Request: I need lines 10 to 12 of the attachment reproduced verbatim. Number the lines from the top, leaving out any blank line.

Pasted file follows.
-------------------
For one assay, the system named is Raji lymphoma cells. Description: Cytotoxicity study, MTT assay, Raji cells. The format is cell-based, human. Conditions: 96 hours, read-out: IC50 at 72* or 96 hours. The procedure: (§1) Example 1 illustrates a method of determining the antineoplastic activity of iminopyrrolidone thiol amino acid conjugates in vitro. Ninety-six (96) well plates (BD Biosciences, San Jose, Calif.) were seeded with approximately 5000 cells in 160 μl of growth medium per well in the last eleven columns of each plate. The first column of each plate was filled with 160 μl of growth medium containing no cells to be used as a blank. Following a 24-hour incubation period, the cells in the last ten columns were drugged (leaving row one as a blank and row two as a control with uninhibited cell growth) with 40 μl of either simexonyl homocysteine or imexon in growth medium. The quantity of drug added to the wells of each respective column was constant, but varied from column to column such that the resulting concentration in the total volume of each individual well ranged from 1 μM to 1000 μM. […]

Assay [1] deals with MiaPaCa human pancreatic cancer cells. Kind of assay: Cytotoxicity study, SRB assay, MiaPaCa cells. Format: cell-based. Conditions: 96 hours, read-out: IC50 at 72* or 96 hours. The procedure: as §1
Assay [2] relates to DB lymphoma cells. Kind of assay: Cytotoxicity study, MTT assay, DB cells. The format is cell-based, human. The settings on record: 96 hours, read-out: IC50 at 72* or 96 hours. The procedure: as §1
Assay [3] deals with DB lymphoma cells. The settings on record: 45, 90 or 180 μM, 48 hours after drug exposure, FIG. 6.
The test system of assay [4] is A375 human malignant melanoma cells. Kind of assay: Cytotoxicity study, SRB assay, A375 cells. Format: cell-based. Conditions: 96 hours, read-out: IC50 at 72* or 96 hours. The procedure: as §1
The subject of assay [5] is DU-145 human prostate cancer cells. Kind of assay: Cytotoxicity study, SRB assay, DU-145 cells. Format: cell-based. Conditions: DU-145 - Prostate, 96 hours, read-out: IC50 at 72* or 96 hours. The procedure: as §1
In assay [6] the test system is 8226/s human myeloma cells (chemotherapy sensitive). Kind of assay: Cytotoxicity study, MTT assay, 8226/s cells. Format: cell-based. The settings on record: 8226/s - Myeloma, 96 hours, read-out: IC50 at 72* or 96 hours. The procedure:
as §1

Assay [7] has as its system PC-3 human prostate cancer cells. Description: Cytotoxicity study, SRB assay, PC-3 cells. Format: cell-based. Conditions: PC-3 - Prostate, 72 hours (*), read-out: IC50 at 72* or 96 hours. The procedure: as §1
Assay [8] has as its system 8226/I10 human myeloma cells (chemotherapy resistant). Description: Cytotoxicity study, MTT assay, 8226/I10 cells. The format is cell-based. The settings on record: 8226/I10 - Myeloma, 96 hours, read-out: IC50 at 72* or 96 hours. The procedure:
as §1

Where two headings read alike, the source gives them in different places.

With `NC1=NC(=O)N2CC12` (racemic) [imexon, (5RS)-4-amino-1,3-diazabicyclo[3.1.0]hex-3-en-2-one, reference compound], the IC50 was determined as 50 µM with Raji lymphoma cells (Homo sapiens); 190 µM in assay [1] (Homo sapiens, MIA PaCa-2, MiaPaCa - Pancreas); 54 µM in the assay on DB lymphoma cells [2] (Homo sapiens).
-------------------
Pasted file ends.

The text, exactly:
Assay [8] has as its system 8226/I10 human myeloma cells (chemotherapy resistant). Description: Cytotoxicity study, MTT assay, 8226/I10 cells. The format is cell-based. The settings on record: 8226/I10 - Myeloma, 96 hours, read-out: IC50 at 72* or 96 hours. The procedure:
as §1

Where two headings read alike, the source gives them in different places.